To learn how to write, read

Sometime last year as I was in the beginning process of writing my memoir (currently being called Irrepressible Spirit but likely to be renamed something like Stormy Paradise or Banned in Barbados because it sounds sexier) someone somewhere said something to the effect of:

While you’re writing a memoir, read memoirs. While you’re editing, read books about how to write a memoir.

Which is what I did. Fortunately, once I’d finished the intimidating first draft, much of what I read in books like Your Life is a Book: How to craft and publish your memoir indicated I’d done at least a half-way decent job. Phew.

So back to reading memoirs I went. (Well memoirs and books about writing non-fiction, publishing, and how to break into the magazine business.)

After recently meeting with an agent who expressed surprise that my book is written from the perspective of my 14-year-old self (the age I am at the end of the memoir) and after being stumped, in that same conversation, by the question: So what other memoirs would you compare this to? I decided to focus on reading YA memoirs, preferably told from the point of view of the teen in them.

Here’s what I’ve read so far, in the last couple of weeks:

A Child Called It: One Child’s Courage to Survive by Dave Pelzer
Essentially, Dave survives incredible cruelty at the hands of his mother, who targets him out of his other siblings (all boys) to do horrific things to. Through resilience and stubbornness, he survives. Fortunately, he begins the book by letting the reader know he gets out of his home situation, which makes it bearable to read the rest.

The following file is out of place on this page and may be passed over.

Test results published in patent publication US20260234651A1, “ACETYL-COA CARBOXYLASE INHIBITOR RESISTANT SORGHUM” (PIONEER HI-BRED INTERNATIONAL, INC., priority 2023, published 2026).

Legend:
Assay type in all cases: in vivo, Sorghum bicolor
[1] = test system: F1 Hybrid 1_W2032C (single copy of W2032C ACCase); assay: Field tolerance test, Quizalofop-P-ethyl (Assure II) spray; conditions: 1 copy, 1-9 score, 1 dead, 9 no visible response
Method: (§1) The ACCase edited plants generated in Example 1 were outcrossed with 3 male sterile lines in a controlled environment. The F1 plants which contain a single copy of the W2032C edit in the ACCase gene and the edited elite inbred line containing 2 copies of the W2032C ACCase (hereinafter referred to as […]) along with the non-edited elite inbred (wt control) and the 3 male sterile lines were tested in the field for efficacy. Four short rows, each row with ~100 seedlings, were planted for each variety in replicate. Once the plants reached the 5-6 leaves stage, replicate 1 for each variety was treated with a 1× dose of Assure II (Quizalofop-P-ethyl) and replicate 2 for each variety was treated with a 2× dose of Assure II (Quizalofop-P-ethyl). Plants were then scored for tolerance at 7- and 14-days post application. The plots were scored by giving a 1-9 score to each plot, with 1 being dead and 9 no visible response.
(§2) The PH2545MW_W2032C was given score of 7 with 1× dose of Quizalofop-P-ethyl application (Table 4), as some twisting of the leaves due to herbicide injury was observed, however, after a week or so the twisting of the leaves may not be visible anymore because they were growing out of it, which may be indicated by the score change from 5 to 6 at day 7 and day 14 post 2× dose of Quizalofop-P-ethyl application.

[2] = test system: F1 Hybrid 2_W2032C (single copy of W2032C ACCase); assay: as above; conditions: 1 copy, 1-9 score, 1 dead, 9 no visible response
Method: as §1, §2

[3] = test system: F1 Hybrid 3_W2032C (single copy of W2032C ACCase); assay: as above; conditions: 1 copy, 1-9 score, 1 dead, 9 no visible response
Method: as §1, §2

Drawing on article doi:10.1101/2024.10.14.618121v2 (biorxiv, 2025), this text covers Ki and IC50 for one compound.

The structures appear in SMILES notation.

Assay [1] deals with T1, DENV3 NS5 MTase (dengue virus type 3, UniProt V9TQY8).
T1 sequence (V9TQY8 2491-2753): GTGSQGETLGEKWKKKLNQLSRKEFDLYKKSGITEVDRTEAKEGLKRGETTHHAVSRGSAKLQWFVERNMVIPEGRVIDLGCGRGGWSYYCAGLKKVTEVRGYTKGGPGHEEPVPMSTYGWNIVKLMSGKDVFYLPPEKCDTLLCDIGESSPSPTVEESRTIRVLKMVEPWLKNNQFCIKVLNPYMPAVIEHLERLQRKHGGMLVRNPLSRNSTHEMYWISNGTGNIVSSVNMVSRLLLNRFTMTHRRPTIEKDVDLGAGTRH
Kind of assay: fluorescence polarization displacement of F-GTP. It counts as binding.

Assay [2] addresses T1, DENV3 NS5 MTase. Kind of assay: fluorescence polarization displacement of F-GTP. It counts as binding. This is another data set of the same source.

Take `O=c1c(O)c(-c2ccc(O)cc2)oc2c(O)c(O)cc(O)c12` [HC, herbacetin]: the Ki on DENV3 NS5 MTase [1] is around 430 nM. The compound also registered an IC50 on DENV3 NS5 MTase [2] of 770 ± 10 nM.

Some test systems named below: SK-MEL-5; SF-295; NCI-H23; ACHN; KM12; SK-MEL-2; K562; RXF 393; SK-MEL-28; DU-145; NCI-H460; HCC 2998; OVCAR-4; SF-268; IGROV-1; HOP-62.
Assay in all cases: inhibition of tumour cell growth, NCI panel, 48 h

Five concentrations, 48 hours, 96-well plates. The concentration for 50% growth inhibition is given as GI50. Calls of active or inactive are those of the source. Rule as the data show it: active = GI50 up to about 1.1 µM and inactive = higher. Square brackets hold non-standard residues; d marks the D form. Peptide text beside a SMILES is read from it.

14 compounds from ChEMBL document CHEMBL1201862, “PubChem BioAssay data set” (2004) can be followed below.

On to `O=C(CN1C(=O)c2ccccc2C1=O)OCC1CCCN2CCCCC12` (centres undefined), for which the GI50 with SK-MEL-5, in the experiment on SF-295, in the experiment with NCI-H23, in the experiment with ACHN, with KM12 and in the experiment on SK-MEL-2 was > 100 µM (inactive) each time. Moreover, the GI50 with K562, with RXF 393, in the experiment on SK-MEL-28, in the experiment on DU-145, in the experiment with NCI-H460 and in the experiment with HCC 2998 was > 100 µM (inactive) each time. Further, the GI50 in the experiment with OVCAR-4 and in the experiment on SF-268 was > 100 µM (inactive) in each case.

There are a few things left unclear in the book: how old his other brothers are for one. I think Dave was the second youngest but, told largely from his perspective at the time (with adult, I-survived-this wisdom) as well, that makes sense.

Come Back: A Mother and Daughter’s Journey Through Hell and Back (P.S.) by Claire and Mia Fontaine

Well, now I know what to do if any of the kids takes to the streets for a life of hard drugs and prostitution. While I kid, given my teenagerhood and the kids’ dad’s and the distance from which apples tend to fall from trees, it may be a good idea to be prepared.

I quickly became emotionally involved with these characters — relating to both the mom (I recognized some past relationship issues in myself) and the daughter (I’ve been a sexually-abused child turned teenager). I had to keep reading until I knew what happened. I found this an easier read with more likable narrators than Debra Gwartney’s Live Through This: A Mother’s Memoir of Runaway Daughters and Reclaimed Love. Having the dual viewpoint of mother and daughter was interesting and refreshing.

Interestingly, the Czechoslovakian school Mia, the daughter, was sent to has some interesting reviews online (search for Morava Academy). Yet how it’s presented in the book seems inline with several New Thought philosophies that encourage personal responsibility and self awareness.

It Happened to Nancy: By an Anonymous Teenager, A True Story from Her Diary by Anonymous (AKA Beatrice Sparks)
 I confess, I didn’t finish reading this book. While I loved the idea it was a memoir told from the viewpoint of a 15-year-old, it’s clearly not. The story is predictable and it doesn’t read as true, especially when you consider the author has an entire line of teenage “true story” books for every after-school special topic: drugs, pregnancy, running away, Satanism, HIV/AIDS, rape. Yeah, OK. Sure.

What’s next on my reading list? King of the Mild Frontier: An Ill-Advised Autobiography by Chris Crutcher.